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Hundreds of Sudanese Refugees Living in Abandoned Train Station in Rome
October 22, 2003
Nearly two hundred Sudanese refugees are squatting in an abandoned railway station in Rome, Italy. Many have applied for a refugee status and are awaiting the outcome of their procedure. Others have been granted asylum but simply have nowhere to go. The buildings are being demolished and Doctors Without Borders/Médecins Sans Frontières (MSF) is pushing the Prefecture, Rome's City Council, and the owner of the site to find a solution for the Sudanese and other squatters, who total around four hundred at Tiburtina station.
Last week, an MSF team distributed hygiene kits among the refugees, who live without running water and electricity. There are no sanitation facilities and the risk of diseases is very high.
"Today MSF negotiated with the authorities the supply of running water to the people living in the area," says Andrea Accardi, who coordinates the MSF intervention. "But this is just one part of the negotiation. We are pushing the local authorities to find a long term solution for all the people living in these buildings."
The refugees have made their homes in what has been dubbed Hotel Africa, a stone construction that was once a barrack for storing rails but is now an empty shell. They come from the south of Sudan, a war zone for decades, and from the country's west where a violent war is being fought this year. In addition to monitoring their situation, lobbying for a better housing solution, checking their health and providing basic assistance, the MSF team also takes down the refugees' stories.
One man from Darfur, western Sudan, tells the typical tale of violence, escape and flight: "Three of my brothers have been arrested because they refused the forced recruitment. They have been detained in a jail for months, tortured and humiliated. When they tried to escape the soldiers executed them. I've been arrested too. I stayed in a jail for three months, then I escaped and I decided to flee. When I was in Libya I heard that in Italy, in Europe there are human rights and there's the chance for refugees to find protection. Is this the kind of protection have I heard about?"
Many of the refugees landed on the Sicilian coast during this year's Spring or Summer, after an often hazardous trip across the Mediterranean from Lybia. Commonly, they were stuck in Lybia for many months as they gathered the fare for the trip, which averaged $500 USD last year but has since gone up to $1,200 USD. This money buys them a spot on a boat, but often it means having to share a forty-foot vessel with more than one hundred others. There are many stories of people washing overboard as they could not keep their balance on the overcrowded ships.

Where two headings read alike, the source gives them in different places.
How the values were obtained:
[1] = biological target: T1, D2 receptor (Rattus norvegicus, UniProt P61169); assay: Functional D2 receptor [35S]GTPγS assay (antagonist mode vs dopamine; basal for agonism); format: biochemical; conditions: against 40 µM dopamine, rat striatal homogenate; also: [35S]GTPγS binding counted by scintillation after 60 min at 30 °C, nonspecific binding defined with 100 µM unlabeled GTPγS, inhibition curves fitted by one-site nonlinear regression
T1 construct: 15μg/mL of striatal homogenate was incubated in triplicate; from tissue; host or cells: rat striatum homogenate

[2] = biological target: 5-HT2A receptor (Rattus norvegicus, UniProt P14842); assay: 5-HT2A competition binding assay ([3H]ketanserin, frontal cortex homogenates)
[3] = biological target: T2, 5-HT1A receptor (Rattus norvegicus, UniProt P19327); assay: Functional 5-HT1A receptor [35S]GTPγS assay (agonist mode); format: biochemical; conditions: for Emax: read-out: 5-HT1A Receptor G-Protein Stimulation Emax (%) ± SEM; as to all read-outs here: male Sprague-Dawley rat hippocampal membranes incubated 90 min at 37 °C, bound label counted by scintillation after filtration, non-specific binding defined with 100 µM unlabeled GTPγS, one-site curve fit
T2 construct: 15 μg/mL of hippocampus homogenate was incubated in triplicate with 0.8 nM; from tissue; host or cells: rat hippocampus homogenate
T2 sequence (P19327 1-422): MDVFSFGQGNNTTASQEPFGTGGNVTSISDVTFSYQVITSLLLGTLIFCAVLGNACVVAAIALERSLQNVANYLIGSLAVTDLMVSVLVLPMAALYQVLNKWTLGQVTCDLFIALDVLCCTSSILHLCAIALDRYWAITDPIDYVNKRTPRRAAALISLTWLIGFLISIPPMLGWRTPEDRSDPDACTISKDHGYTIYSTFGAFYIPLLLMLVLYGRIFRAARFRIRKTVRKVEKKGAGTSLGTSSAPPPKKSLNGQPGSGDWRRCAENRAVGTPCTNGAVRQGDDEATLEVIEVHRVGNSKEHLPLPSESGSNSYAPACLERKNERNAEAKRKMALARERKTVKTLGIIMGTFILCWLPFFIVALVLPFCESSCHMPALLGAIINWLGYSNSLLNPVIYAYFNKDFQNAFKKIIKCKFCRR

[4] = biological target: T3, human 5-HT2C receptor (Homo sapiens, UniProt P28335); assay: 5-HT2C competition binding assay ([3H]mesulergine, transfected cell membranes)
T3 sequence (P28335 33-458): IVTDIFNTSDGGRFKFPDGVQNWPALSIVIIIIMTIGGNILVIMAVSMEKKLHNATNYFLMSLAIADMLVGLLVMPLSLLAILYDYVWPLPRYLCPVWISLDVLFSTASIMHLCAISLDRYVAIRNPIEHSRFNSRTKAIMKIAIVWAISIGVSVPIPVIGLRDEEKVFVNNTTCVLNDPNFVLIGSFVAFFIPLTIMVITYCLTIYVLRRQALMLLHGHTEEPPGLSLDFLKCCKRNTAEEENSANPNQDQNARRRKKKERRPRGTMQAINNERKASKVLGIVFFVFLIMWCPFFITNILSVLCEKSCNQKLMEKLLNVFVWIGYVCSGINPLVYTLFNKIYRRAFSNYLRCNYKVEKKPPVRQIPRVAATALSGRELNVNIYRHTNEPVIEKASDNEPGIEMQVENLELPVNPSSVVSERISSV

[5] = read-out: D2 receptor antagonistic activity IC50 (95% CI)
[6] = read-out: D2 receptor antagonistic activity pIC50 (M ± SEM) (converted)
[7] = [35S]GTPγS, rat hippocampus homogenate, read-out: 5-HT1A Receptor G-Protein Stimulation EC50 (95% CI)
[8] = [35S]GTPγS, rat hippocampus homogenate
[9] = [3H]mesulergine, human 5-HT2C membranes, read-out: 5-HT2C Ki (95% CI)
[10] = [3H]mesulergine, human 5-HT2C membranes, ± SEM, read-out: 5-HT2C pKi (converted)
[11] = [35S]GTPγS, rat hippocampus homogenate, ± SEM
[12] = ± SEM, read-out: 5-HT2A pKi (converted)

In Sicily, people who arrive generally find good reception in the centers put in place by the authorities. But Tiburtina railway station clearly demonstrates how the main problems arise after this first reception. "The situation of the people in the area is the legacy of the lack of a second reception assistance system," says Andrea Accardi. "The people fleeing wars or general violence arrive in Italy after a long and dangerous journey and what they find is more or less nothing: a basic assistance at arrival and then they are left on their own."
On the rails between the buildings, an old man is cooking water on an open fire. "Here it's just like Africa, isn't it?" he says with a discouraged tone of voice. A few yards away, construction workers are demolishing one of the station's buildings. Hotel Africa will be knocked down as well, as this site is meant to become Rome's largest railway station in the future. For the people living here, no alternative location has been found.
Another man from Darfur tells how he fled, after six months in jail, to escape being forcibly recruited. "I left Sudan four years ago, because the situation is very bad. The government does not help western Sudan. There are no schools and there is no medical care. They look at our people as if we are nothing. There is no water and no electricity where I come from. Our people have no rights. My country is one million square kilometers, but nowhere can I get my rights. I lost my father and my mother. I lost my friends. Now I am here, again I live like an animal. I have been given asylum, but I have nowhere to go."
MSF has mounted an emergency intervention in eastern Chad for tens of thousands of Sudanese who have fled the violence in Darfur.